Michael Lewis wrote this piece on the US Department of Energy for Vanity Fair. This is the week of the Hiroshima and Nagasaki anniversaries, something that seems to have passed the President by. The article is an examination of how the $30 billion agency, which oversees everything from the US nuclear arsenal to the electrical grid is being run into the ground by proposed budget cuts, mismanagement and just plain ignorance. It reminds us that Trump is not a joke, that his amateurism is deadly dangerous.

Robin Wright in the New Yorker details the career of  Jasmin Moghbeli, whose Iranian parents fled to Germany after the Revolution in 1979, where she was born. They subsequently moved on to the US and now she’s an Astronaut. The bit inbetween is very interesting.

Dave Hazzan, writing for Roads and Kingdoms, has found one of oddities of History, the bunkers, built in the 1970s and 80s that litter Albania. This essay on what they are used for, and what they mean is fascinating.

Podcast of the week in an episode of Human/Ordinary I first heard through a rebroadcast from the Strangers Podcast. I don’t want to spoil it but it has the power to break your heart and heal you all in one listen.

And picture of the week is a painting by William Orpen that I used in school a few years back. It’s of Mrs Oscar Lewisohn, who has an interesting story of her own, which places her all the way to the right of the canvas. It makes her the object of our gaze, but peripheral, and the pensive look on her face say only loneliness to me. This is a review of the painting from Vanity Fair in 1915.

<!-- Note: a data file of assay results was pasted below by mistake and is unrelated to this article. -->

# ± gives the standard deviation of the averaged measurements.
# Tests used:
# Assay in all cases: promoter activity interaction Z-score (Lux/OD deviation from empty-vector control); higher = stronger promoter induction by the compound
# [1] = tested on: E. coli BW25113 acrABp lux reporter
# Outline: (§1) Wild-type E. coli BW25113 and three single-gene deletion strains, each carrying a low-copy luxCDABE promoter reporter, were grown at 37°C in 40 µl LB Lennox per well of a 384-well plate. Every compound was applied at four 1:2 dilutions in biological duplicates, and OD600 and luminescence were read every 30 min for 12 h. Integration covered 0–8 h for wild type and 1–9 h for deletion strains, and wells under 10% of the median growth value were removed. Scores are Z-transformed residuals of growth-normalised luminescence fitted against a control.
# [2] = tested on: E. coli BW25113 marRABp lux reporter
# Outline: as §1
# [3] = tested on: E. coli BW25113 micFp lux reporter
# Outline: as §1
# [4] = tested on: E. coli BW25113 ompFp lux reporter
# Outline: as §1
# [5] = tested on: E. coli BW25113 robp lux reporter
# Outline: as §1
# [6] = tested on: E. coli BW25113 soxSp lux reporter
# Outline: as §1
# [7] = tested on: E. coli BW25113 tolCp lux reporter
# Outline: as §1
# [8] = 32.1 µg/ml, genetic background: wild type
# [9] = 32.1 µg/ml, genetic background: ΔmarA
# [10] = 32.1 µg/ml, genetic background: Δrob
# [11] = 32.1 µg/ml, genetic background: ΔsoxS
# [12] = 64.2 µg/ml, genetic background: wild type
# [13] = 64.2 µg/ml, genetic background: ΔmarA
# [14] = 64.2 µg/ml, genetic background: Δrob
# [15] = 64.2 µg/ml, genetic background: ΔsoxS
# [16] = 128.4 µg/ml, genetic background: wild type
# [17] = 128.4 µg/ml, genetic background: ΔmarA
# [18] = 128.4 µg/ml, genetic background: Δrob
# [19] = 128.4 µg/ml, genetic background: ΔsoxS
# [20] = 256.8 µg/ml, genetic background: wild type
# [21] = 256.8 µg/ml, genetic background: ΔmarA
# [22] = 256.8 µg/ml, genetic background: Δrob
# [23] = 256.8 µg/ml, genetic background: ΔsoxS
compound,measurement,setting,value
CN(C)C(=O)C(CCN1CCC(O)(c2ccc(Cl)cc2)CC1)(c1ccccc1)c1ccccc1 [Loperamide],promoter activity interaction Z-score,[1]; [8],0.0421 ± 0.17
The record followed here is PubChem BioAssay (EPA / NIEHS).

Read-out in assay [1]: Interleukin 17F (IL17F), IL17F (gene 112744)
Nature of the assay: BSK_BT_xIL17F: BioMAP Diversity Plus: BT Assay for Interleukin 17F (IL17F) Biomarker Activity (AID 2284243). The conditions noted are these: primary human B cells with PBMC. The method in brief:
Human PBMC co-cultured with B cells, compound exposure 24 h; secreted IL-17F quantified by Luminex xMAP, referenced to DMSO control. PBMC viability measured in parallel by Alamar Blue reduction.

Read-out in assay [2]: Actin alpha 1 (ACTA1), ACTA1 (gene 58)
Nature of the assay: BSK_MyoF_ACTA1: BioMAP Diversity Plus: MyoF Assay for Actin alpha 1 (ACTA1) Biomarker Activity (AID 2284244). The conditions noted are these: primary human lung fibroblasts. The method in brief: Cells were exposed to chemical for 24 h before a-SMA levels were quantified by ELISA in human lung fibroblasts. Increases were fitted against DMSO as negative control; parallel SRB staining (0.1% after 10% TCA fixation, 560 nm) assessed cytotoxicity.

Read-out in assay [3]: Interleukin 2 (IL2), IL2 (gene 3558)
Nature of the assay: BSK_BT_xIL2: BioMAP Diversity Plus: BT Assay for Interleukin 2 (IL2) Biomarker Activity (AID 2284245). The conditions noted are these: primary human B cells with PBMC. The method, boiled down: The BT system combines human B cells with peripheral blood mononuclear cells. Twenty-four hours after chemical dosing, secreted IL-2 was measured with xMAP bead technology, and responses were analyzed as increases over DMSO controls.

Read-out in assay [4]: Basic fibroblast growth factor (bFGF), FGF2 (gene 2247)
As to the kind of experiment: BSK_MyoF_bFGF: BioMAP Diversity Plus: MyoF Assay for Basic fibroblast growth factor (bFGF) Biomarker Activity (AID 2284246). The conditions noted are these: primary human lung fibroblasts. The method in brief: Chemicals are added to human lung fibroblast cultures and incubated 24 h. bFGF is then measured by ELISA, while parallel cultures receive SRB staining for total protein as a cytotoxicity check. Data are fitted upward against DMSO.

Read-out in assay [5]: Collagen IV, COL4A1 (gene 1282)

Reads of the Week #53

This week, the week the State Exams finished for 2017, also marked the finishing of my school work. I manage the Book Rental Scheme in our school and that means waiting until late June to stock take and look at the order for next year. It’s an opportunity for listening to radio while I work and for finding reading material that distract me from textbooks. 
Earlier in the week I read a piece by Michael O’Loughlin to mark Bloomsday in the Irish Times on James Joyce as a European. I liked this line in particular ‘There are few other nations whose foundation myth is based on the notion that we’re not actually from around here.’



Last week Fintan O’Toole won the Orwell Prize for his coverage of Brexit and in this article for the New York Times, he deftly puts British turmoil in an Irish context: perhaps some of us in Ireland can be allowed a moment of schadenfreude as we look across the sea and ask… the question the English so often asked about us: Are the English fit for self-government?